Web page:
I’m digressing a bit, but it was necessary to show Chu’s arguments in order to understand how unusual it is for fantasy and sci fi entertainment to show a rape from the victim’s perspective. The movie forces the audience to pay attention (for a long, difficult scene, as I mentioned) to what the victim is going through as she recovers, and unlike sensational and exploitative rape scenes, it is painful. Jolie is entirely covered with her character’s famous robes for the sequence, so it’s nearly impossible to objectify her as a body without a person. While victims are trying to recover from assault, they are also subjected to police, school, and social judgment and doubt, and if they push for justice, they are vilified in the courtroom for decisions that defendants claim led up to the assault, such as what they were wearing, how much they drank, whether they were sexually active, or dating the assailant, etc. (See previous paragraphs)
One last reason that Maleficent’s loss and agony is so biting in audience hearts, and so important for rape survivors to see, is that it is an act of betrayal. This scene demolishes the myth that rape is a random accident that happens to people by chance and can be avoided by not walking out late at night, not drinking, or wearing provocative clothes. The truth is that the majority of rape is committed by someone the victim knows well. Significant others, college professors, neighbors, family members. Although this post until now has focused on the type of rape that most frequently makes the news (the scary, random kind) sexual assault occurs everywhere, all the time, and often goes unreported. These “blurred lines” are even more difficult for victims to prove to police, friends, the community, and even themselves.
Especially for children.
The honest truth is that sexual assault is already a children’s issue.
Now that Jolie has confirmed that the screenwriter, director, and actress were conscious and insistent on the allusion to rape, critics who can’t understand why the liberals have to see feminism in everything are forced to drop out of the game or step up to bat. To debate whether a Disney film should include a scene/character that deals with issue of rape, we have to assume that Maleficent is actually a children’s film, or at least a family film. I think if kids can handle the darkness of Harry Potter movies 4-8, they would watch and enjoy this film, so why would Disney include a story element that is so difficult for families to discuss?
Because it’s so difficult for families to discuss.
Remember that this is the same animation company that has a terrible habit of killing off biological parents, sometimes even onscreen. Maybe your child hasn’t had to deal with the death of a loved one or sexual abuse, but somewhere (maybe three rows down in the theater) is a kid who has. Like Simba facing the truth, that victim has to see that death/assault is not his or her fault. Recruiting a crow to help you turn the whole kingdom to darkness may not be the best therapy possible. But in this scene and through the development of the story, children are able to see their own trauma, misplaced anger, internalized feelings, and the daily struggle of surviving.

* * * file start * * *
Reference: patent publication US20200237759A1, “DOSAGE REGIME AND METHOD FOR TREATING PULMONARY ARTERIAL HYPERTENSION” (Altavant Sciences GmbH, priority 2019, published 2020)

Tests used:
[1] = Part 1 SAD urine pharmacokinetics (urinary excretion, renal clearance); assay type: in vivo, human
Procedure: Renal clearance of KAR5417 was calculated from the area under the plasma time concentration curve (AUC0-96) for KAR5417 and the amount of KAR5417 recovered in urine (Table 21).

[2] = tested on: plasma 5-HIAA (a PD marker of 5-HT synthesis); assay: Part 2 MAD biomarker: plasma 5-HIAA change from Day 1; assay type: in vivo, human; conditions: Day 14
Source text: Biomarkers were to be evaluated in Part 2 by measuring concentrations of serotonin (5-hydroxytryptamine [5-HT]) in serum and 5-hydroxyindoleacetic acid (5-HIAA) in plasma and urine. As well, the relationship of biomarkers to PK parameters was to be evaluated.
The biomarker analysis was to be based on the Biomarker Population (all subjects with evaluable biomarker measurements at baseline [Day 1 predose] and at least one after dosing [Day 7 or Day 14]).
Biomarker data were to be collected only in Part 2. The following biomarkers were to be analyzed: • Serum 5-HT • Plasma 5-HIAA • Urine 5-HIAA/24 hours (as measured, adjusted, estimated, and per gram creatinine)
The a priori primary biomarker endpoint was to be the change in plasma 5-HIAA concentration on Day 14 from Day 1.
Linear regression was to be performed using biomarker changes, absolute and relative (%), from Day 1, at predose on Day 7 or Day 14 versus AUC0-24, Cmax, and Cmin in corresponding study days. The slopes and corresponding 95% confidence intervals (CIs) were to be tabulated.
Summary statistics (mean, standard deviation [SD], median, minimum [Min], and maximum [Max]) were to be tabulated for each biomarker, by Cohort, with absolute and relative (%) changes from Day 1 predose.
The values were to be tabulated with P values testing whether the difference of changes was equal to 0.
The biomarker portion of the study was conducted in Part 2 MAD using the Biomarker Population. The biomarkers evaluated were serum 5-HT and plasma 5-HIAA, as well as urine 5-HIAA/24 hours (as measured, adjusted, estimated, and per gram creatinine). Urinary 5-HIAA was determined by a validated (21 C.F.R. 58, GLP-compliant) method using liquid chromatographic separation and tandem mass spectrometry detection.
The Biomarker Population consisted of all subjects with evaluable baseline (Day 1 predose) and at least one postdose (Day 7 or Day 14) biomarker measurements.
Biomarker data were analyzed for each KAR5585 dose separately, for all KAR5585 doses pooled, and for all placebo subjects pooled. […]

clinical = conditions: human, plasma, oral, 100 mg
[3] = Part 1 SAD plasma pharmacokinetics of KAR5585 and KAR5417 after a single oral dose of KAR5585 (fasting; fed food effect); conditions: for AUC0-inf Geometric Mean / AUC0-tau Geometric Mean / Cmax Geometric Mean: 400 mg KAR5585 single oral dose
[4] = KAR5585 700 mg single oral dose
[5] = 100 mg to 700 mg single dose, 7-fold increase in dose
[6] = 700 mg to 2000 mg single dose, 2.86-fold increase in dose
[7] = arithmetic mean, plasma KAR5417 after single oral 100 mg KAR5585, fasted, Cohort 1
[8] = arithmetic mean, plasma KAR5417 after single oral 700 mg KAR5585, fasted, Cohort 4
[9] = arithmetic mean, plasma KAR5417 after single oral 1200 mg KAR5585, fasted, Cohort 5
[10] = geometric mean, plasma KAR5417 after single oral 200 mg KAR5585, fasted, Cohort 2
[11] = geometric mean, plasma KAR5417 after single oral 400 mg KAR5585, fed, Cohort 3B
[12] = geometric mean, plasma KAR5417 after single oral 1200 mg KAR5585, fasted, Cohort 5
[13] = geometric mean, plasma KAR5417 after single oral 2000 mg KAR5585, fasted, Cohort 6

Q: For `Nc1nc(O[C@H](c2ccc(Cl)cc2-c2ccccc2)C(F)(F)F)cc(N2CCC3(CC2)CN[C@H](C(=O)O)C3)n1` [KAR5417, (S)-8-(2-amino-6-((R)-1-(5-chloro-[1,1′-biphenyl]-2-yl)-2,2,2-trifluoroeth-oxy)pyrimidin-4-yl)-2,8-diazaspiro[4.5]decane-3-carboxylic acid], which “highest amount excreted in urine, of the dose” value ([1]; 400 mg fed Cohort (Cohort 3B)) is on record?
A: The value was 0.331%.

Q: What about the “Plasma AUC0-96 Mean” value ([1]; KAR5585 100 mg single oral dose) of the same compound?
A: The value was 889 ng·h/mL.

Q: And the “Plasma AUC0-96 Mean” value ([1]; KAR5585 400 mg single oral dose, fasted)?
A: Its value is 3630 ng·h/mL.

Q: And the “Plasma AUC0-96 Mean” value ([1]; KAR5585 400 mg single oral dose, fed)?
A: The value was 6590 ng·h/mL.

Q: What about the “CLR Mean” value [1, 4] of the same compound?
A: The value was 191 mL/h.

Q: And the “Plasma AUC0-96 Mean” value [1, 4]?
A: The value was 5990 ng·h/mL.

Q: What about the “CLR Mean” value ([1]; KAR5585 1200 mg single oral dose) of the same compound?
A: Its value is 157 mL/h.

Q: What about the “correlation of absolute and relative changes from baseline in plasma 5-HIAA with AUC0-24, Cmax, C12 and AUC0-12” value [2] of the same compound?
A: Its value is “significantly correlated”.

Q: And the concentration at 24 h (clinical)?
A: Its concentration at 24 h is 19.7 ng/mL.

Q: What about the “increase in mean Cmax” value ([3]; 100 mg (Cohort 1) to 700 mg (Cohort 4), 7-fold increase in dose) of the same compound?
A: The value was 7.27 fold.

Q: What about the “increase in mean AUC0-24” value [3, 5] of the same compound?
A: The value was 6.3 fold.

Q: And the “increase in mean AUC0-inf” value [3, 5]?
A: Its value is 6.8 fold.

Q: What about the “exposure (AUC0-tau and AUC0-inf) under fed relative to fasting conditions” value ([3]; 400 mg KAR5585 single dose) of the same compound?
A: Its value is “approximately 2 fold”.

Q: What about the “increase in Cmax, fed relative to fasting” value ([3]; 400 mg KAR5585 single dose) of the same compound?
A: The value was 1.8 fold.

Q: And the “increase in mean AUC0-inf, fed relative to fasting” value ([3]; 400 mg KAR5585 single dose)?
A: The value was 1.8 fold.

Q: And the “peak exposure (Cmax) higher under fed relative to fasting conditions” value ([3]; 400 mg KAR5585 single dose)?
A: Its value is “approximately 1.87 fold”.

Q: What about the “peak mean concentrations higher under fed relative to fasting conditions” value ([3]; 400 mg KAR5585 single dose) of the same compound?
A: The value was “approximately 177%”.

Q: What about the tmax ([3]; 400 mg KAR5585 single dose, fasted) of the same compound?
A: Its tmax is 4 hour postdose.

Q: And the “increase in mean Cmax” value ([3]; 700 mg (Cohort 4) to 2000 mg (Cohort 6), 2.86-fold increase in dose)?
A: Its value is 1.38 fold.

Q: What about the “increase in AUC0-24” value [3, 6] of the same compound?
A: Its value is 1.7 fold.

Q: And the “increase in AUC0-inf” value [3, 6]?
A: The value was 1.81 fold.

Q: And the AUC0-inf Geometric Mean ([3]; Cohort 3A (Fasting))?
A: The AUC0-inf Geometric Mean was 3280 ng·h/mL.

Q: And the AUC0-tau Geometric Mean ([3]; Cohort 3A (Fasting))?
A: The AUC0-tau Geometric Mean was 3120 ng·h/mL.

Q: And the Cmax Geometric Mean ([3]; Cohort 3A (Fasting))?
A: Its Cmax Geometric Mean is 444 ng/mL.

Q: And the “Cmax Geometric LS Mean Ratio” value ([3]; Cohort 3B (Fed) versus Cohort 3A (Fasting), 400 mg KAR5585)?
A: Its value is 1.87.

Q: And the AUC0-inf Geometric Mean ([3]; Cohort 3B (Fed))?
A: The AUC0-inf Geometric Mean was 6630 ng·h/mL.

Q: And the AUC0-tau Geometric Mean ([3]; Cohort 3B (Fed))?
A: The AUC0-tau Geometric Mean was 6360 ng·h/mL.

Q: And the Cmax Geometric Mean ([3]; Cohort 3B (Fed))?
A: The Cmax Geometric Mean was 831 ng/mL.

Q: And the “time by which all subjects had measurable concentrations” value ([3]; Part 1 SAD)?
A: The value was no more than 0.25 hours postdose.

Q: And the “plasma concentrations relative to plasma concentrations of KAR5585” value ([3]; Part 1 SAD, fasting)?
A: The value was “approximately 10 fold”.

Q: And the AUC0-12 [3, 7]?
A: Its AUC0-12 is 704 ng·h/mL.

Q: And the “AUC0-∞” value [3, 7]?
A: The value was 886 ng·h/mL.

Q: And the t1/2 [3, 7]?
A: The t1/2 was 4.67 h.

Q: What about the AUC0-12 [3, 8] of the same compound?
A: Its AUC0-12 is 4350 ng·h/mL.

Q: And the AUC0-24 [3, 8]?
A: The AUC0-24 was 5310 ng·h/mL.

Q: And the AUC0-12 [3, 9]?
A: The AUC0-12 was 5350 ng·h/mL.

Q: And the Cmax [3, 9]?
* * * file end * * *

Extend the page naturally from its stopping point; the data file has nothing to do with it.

Many critics have noted that Jolie’s presence lit up the screen and the story lagged whenever she wasn’t at the center; perhaps this is because she is the only one who understands which story she’s supposed to be in. Jolie has traveled for several years to war-torn and violent regions of the world, and advocates to stop violence against women. The anguish and isolation of a rape survivor is read on her face through most of the film.
Where the movie loses this assurance, and starts to lose its magic, is what Maleficent does with her feelings after the assault. The rapid change to avenging spirit is jostling for both viewers and victims, as they rarely feel empowered enough to charge into a christening and start cursing people. The fairie’s redemption through love corresponds with her recovery from the incident (I see what you did there, Disney!). This is great for the story, but not so much for the viewers because assault victims are not the ones who are supposed to need forgiveness and redemption. The need to return to the story that makes this film recognizable and marketable actually chokes one of the best qualities of the film. The ending is a bit…. well, fairy-tale-ish for assault survivors.
But their story of triumph is as important as a scullery maid-turned-princess. Disney has not shied away from topics like war, death, and tragedy before. Instead of decrying Disney for daring to allude to “s-e-x” (um…have you seen Road to El Dorado?), fans are given an opportunity to open conversation with their family about these topics. Boys and girls alike need to talk to their parents about what they should do if someone violates their body. We should probably discourage the next generation from damning firstborns to sleep-like death, but they need to understand how to handle an incident and see that they aren’t alone in this situation.
To change rape culture, we have to talk about it. If cutting off wings is the closest thing we have to talk about this with children right now, then let’s get them all to the theater and plan a back-to-back with Mulan. Every kid needs to see that, too.